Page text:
Cast your mind back to 2020 BC — before corona.
This year’s first quarter was largely unaffected by the emerging global pandemic. You might have been rolling out a new, hard-worked marketing campaign, or expanding your customer base. You may even have had your most profitable month ever!
Quarters 3 and 4 are going to be different.
Whether you’ve continued to trade for the past few months, or you’re finally reopening once again, life after lockdown will not be the same. For many, it’ll be easier — as customer or client spend increases. But this period of change will still come with plenty of challenges, too.
The good news is, there are steps you can take right now to get you on the road to small business recovery.
Implement these ASAP, and your small business will be able to tackle any post-lockdown challenges that come your way.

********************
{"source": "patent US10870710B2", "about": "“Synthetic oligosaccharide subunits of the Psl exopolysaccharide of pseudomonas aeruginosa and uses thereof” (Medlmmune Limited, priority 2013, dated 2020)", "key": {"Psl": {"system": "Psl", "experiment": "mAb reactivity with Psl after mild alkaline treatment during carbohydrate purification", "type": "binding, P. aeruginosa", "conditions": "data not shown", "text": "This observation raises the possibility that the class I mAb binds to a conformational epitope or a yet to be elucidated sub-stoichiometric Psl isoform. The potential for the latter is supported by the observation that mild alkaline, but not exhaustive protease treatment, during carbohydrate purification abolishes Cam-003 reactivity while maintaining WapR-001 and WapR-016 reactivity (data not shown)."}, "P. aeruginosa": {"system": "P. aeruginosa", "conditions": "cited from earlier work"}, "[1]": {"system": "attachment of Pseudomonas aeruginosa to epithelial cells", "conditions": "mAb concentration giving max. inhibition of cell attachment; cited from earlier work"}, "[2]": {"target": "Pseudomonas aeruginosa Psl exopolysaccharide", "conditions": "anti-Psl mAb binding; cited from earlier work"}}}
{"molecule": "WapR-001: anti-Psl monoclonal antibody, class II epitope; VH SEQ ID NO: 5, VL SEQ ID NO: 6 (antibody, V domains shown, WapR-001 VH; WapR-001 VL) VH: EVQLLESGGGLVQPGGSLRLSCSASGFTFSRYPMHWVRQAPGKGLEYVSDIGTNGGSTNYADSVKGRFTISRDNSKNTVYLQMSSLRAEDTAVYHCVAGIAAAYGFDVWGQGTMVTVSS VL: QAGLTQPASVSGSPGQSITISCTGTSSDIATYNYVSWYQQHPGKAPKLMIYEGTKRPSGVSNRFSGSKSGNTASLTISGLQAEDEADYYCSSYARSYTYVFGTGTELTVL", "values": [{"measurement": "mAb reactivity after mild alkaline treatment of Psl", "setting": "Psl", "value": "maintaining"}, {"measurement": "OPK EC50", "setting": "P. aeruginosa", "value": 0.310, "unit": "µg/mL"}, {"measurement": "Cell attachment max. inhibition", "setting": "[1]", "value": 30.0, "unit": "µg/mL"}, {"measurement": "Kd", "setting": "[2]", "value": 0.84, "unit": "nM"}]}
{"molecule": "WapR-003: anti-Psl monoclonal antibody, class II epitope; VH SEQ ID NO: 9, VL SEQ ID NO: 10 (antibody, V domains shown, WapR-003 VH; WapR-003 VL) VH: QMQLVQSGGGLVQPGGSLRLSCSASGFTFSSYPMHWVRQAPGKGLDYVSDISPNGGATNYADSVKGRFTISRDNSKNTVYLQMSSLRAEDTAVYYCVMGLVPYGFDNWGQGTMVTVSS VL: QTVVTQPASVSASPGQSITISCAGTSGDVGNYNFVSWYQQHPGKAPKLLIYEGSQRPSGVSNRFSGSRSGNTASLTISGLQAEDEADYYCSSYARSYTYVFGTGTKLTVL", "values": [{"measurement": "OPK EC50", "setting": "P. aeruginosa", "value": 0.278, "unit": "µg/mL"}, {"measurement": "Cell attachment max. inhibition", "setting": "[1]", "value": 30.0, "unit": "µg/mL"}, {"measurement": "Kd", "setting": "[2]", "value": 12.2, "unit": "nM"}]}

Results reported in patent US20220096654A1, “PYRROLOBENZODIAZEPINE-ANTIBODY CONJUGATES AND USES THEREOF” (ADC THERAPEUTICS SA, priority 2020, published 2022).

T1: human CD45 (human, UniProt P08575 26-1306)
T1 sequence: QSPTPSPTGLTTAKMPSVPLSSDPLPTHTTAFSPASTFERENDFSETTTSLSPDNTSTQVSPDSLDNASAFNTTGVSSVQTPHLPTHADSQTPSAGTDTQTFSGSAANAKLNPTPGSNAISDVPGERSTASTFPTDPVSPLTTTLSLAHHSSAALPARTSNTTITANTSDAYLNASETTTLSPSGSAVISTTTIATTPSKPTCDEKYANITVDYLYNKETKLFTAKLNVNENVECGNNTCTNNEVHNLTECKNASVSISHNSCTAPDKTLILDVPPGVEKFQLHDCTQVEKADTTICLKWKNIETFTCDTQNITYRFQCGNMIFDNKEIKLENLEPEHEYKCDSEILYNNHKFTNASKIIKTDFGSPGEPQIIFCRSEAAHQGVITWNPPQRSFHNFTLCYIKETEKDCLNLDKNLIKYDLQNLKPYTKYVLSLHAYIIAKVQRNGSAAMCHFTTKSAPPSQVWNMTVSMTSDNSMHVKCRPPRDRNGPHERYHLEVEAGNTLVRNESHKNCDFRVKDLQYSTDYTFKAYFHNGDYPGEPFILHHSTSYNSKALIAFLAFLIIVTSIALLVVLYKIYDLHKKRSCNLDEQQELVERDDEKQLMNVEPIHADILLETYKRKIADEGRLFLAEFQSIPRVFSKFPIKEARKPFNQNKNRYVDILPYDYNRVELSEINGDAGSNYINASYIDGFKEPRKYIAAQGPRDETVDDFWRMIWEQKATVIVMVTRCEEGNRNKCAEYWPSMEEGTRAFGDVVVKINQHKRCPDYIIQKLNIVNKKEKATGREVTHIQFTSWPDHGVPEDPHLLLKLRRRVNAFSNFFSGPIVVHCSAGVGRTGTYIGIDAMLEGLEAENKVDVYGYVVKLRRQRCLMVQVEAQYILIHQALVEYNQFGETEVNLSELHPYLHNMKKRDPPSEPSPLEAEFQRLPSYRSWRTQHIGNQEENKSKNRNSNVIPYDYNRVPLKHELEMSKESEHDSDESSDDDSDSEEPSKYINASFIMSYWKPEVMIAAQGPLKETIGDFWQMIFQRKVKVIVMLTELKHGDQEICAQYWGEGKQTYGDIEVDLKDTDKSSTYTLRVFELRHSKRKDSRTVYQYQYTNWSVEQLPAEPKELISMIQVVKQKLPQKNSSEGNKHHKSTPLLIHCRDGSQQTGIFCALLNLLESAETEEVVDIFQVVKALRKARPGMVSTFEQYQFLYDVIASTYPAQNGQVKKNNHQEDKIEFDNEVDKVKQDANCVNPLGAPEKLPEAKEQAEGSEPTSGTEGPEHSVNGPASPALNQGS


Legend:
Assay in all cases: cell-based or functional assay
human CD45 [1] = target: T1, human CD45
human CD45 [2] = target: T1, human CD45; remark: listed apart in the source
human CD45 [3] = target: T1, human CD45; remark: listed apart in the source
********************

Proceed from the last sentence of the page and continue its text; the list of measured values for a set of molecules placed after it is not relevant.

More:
1. Update your business plan
You are probably several steps behind where you hoped to be in the fiscal year right now. And that’s okay — the vast majority of small businesses are in the same boat.
But the truth is, there’s probably no way for you to get back on track either.
So do you admit defeat and push on with an outdated business plan? Course not. You change track.
Re-forecast. Overhaul your budget. Be sure to account for any loans you may have taken out to weather the storm. Look for opportunities to appeal to new demographics, cut costs, focus on maintaining cash flow, and get back into profit fast.
2. Revisit your marketing spend